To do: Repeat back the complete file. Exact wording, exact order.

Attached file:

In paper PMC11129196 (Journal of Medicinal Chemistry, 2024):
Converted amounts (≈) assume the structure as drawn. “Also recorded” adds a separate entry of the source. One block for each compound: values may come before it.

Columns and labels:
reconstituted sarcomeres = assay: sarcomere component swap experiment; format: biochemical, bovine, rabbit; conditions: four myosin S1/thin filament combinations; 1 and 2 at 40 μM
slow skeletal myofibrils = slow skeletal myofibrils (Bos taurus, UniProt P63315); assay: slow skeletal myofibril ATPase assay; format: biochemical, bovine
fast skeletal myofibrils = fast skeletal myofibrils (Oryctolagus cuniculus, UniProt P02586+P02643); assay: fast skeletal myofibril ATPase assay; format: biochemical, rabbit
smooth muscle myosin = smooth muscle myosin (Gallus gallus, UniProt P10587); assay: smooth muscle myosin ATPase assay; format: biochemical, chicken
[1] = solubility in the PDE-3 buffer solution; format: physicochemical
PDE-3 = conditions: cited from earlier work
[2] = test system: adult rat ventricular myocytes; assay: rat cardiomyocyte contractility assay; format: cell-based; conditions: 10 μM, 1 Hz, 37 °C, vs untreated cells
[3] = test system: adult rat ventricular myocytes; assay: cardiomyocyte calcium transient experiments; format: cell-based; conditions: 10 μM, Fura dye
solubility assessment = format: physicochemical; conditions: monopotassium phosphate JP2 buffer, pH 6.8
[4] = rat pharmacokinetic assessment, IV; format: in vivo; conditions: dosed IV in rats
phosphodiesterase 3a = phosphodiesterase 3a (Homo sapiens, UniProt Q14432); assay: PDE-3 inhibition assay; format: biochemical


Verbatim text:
In paper PMC11129196 (Journal of Medicinal Chemistry, 2024):
Converted amounts (≈) assume the structure as drawn. “Also recorded” adds a separate entry of the source. One block for each compound: values may come before it.

Columns and labels:
reconstituted sarcomeres = assay: sarcomere component swap experiment; format: biochemical, bovine, rabbit; conditions: four myosin S1/thin filament combinations; 1 and 2 at 40 μM
slow skeletal myofibrils = slow skeletal myofibrils (Bos taurus, UniProt P63315); assay: slow skeletal myofibril ATPase assay; format: biochemical, bovine
fast skeletal myofibrils = fast skeletal myofibrils (Oryctolagus cuniculus, UniProt P02586+P02643); assay: fast skeletal myofibril ATPase assay; format: biochemical, rabbit
smooth muscle myosin = smooth muscle myosin (Gallus gallus, UniProt P10587); assay: smooth muscle myosin ATPase assay; format: biochemical, chicken
[1] = solubility in the PDE-3 buffer solution; format: physicochemical
PDE-3 = conditions: cited from earlier work
[2] = test system: adult rat ventricular myocytes; assay: rat cardiomyocyte contractility assay; format: cell-based; conditions: 10 μM, 1 Hz, 37 °C, vs untreated cells
[3] = test system: adult rat ventricular myocytes; assay: cardiomyocyte calcium transient experiments; format: cell-based; conditions: 10 μM, Fura dye
solubility assessment = format: physicochemical; conditions: monopotassium phosphate JP2 buffer, pH 6.8
[4] = rat pharmacokinetic assessment, IV; format: in vivo; conditions: dosed IV in rats
phosphodiesterase 3a = phosphodiesterase 3a (Homo sapiens, UniProt Q14432); assay: PDE-3 inhibition assay; format: biochemical